Falcon 20

The Dassault Falcon 20 is a French business jet and was the first of a family of business jets built by Dassault Aviation.

Marcel Dassault gave the go-ahead for production of an eight or ten seat executive jet or military liaison aircraft the Dassault-Breguet Mystère 20 in December 1961. The Mystère 20 was a low-wing monoplane with two rear-mounted Pratt & Whitney JT12A-8 engines. The prototype, registered F-WLKB, first flew on the 4 May 1963 at Bordeaux-Merignac. Under the influence of Pan American the aircraft was re-engined with two General Electric CF700 engines and some dimensions were increased. Pan American signed a contract to distribute the Mystère 20 in the western hemisphere and ordered 40 aircraft with options on 120. The re-engined aircraft first flew on 10 July 1964. The first production aircraft flew on 1 January 1965 and both French and American certification was awarded in June 1965. On the 10th June 1965, Jacqueline Auriol set the women’s world record speed in the first Mystère 20 prototype, F-WLKB, with an average speed of 859 kilometers per hour over 1000km. This prototype was used in the 1966 comedy, How to Steal a Million, starring Audrey Hepburn and Peter O’Toole. The Deliveries began to the Pan American outfitting facility at Burbank Airport, California. In 1966 the company re-designated the American-delivered aircraft as the Fan Jet Falcon, this later became the Falcon 20. Military orders from Australia and Canada were received. All non-American aircraft were fitted out before delivery at Bordeaux-Merignac. In 1967 Pan American Business Jets Division increased their firm orders to 160 aircraft.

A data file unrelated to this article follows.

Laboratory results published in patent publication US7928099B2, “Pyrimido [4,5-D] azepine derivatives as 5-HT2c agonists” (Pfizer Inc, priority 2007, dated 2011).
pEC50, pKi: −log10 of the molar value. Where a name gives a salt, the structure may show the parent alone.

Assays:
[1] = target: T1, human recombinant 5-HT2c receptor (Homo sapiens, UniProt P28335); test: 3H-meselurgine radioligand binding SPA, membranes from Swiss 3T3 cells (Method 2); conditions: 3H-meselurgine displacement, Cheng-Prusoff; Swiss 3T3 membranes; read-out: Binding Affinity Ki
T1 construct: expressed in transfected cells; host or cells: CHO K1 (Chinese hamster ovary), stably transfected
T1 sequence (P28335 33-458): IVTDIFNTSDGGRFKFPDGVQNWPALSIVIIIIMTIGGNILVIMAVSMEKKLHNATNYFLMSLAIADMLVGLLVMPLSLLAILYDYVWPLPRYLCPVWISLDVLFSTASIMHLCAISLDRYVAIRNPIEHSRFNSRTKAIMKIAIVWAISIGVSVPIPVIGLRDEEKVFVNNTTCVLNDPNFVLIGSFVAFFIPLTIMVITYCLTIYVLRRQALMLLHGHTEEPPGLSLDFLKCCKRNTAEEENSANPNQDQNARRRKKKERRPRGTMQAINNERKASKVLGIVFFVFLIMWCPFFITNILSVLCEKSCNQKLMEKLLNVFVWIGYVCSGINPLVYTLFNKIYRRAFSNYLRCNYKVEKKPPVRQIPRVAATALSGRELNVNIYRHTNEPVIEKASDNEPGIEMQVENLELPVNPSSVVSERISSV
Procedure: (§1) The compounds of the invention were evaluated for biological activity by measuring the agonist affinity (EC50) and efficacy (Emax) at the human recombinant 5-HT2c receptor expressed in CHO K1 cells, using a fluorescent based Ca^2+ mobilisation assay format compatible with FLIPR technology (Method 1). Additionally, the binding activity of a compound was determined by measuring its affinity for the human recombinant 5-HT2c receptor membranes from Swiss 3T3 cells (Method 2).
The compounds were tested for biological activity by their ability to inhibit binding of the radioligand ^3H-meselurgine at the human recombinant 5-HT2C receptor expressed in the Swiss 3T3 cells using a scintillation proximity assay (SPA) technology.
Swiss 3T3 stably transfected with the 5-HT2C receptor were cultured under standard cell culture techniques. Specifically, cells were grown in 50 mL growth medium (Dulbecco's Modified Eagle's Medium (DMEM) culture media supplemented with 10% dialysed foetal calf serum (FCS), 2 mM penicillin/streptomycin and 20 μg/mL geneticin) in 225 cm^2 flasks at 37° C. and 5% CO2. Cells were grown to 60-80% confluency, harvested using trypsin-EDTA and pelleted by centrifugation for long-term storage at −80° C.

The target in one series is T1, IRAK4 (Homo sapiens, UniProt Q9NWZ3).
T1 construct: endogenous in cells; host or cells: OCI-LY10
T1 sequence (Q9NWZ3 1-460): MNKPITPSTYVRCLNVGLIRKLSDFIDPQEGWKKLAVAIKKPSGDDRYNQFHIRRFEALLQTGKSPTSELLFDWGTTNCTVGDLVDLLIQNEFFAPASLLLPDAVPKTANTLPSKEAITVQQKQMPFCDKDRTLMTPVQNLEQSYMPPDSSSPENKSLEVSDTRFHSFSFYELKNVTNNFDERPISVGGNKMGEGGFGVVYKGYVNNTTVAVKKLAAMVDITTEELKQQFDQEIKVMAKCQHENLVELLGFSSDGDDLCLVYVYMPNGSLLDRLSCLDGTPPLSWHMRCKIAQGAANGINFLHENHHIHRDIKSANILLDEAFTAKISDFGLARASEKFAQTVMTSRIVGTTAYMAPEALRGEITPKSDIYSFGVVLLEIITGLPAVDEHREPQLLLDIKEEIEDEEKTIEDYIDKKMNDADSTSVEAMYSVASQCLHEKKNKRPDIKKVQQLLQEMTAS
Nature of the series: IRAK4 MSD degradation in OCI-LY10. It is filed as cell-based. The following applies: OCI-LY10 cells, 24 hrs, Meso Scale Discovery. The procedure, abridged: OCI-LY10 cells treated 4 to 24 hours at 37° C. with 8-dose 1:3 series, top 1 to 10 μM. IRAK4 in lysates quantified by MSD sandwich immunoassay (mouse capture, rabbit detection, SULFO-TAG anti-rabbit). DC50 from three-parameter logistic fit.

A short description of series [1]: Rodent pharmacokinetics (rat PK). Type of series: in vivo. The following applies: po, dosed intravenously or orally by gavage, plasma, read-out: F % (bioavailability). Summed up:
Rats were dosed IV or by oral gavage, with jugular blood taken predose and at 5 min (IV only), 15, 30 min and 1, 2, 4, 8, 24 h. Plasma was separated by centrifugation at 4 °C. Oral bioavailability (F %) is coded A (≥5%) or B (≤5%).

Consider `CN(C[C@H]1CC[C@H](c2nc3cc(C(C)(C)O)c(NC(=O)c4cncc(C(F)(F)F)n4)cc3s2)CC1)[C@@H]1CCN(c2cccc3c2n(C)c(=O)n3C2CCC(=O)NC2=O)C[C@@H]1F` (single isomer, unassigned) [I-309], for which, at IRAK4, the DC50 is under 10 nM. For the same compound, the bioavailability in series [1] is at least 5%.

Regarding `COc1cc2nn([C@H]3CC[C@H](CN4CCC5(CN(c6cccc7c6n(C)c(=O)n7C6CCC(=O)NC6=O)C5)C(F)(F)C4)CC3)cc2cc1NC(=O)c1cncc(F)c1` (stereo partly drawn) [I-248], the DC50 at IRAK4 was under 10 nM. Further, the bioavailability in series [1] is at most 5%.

Some Falcon 20s powered by General Electric CF700 engines were reengined with Garrett TFE731 engines under AMD-BA Service Bulletin No. 731. These aircraft were redesignated with a “-5” after the model number. Volpar, Inc. worked on a program to reengine Falcon 20s with the Pratt & Whitney Canada PW305 engines, but the program was abandoned before a FAA STC was awarded.
FAA Supplemental Type Certificate SA5858SW, held by Dassault Falcon Jet allows the installation of underwing pylons on the Fan Jet Falcon, Fan Jet Falcon Series D and Fan Jet Falcon Series E. This modification is commonly used to modify Falcon 20s to operate as special mission aircraft with underwing stores.

The improved Falcon 200 featured more advanced jet engines and other major improvements to increase range, capacity and comfort. The aircraft proved to be so popular that production did not end until 1988, being superseded by more advanced developments of the Falcon family. The United States Coast Guard operates a model called the HU-25 Guardian which is used as a high-speed spotter aircraft to locate shipwreck survivors and direct slower-moving aircraft and rescue vessels, and interdict aerial and shipborne drug trafficking. The Falcon 20G, HU-25 and Falcon 200 were powered by Garrett ATF3 engines.
A total of 473 Falcon 20s and 35 Falcon 200s were built by the time production ended in 1988.
Later developments of the Falcon 20 include the smaller Falcon 10, the larger 30-seat Falcon 30 (not developed) and Falcon 50, an improved three-engined development.
In 2012, a Falcon 20 became the first civil jet to fly on 100% biofuel when it performed a test flight for Canada’s National Research Council.

Specifications (Falcon 20F)
Crew: 2
Capacity: 8-14 passengers
Length: 17.15 m (56 ft 3 in)
Wingspan: 16.30 m (53 ft 6 in)
Height: 5.32 m (17 ft 7 in)
Wing area: 41.0 m² (440 ft²)
Empty weight: 7,530 kg (16,600 lb)
Max. takeoff weight: 13,000 kg (28,660 lb)
Powerplant: 2 × General Electric CF700-2D-2 turbofan, 20 kN (4,500 lbf) each

Performance
Maximum speed: 862 km/h (465 knots, 536 mph) (max cruise) at 6,100 m (20,000 ft)
Cruise speed: 750 km/h (405 knots, 466 mph) (econ cruise) at 12,200m (40,000 ft)
Stall speed: 152 km/h (82 knots, 95 mph)
Range: 3,350 km (1,808 naut mi, 2,080 mi)
Service ceiling: 12,800 m (42,000 ft) (absolute)

Data from Janes’s All The World’s Aircraft 1980-81

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